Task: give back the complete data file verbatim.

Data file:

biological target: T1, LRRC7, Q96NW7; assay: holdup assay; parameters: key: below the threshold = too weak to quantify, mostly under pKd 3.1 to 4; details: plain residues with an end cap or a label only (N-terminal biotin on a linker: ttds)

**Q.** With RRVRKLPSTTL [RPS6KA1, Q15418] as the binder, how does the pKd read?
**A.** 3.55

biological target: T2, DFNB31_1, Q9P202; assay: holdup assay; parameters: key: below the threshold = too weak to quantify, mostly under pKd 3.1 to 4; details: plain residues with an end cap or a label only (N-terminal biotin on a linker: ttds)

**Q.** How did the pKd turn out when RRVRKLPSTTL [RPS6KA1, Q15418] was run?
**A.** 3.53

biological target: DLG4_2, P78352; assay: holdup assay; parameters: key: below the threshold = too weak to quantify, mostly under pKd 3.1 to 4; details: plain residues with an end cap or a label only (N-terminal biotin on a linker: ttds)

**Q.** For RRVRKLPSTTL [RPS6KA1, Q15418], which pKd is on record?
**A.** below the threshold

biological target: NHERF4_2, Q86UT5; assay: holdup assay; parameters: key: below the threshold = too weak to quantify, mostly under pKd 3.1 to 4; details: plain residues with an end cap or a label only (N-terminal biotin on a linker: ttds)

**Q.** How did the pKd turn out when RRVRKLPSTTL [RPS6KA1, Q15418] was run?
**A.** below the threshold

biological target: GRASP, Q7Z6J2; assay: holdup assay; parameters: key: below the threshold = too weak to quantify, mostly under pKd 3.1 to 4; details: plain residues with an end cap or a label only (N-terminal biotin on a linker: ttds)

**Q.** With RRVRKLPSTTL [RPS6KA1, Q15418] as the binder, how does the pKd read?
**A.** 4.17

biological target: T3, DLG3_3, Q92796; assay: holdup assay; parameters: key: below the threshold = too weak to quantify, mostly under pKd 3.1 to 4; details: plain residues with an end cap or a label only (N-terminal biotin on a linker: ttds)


biological target: T1, LRRC7, Q96NW7; assay: holdup assay; parameters: key: below the threshold = too weak to quantify, mostly under pKd 3.1 to 4; details: plain residues with an end cap or a label only (N-terminal biotin on a linker: ttds)

**Q.** With RRVRKLPSTTL [RPS6KA1, Q15418] as the binder, how does the pKd read?
**A.** 3.55

biological target: T2, DFNB31_1, Q9P202; assay: holdup assay; parameters: key: below the threshold = too weak to quantify, mostly under pKd 3.1 to 4; details: plain residues with an end cap or a label only (N-terminal biotin on a linker: ttds)

**Q.** How did the pKd turn out when RRVRKLPSTTL [RPS6KA1, Q15418] was run?
**A.** 3.53

biological target: DLG4_2, P78352; assay: holdup assay; parameters: key: below the threshold = too weak to quantify, mostly under pKd 3.1 to 4; details: plain residues with an end cap or a label only (N-terminal biotin on a linker: ttds)

**Q.** For RRVRKLPSTTL [RPS6KA1, Q15418], which pKd is on record?
**A.** below the threshold

biological target: NHERF4_2, Q86UT5; assay: holdup assay; parameters: key: below the threshold = too weak to quantify, mostly under pKd 3.1 to 4; details: plain residues with an end cap or a label only (N-terminal biotin on a linker: ttds)

**Q.** How did the pKd turn out when RRVRKLPSTTL [RPS6KA1, Q15418] was run?
**A.** below the threshold

biological target: GRASP, Q7Z6J2; assay: holdup assay; parameters: key: below the threshold = too weak to quantify, mostly under pKd 3.1 to 4; details: plain residues with an end cap or a label only (N-terminal biotin on a linker: ttds)

**Q.** With RRVRKLPSTTL [RPS6KA1, Q15418] as the binder, how does the pKd read?
**A.** 4.17

biological target: T3, DLG3_3, Q92796; assay: holdup assay; parameters: key: below the threshold = too weak to quantify, mostly under pKd 3.1 to 4; details: plain residues with an end cap or a label only (N-terminal biotin on a linker: ttds)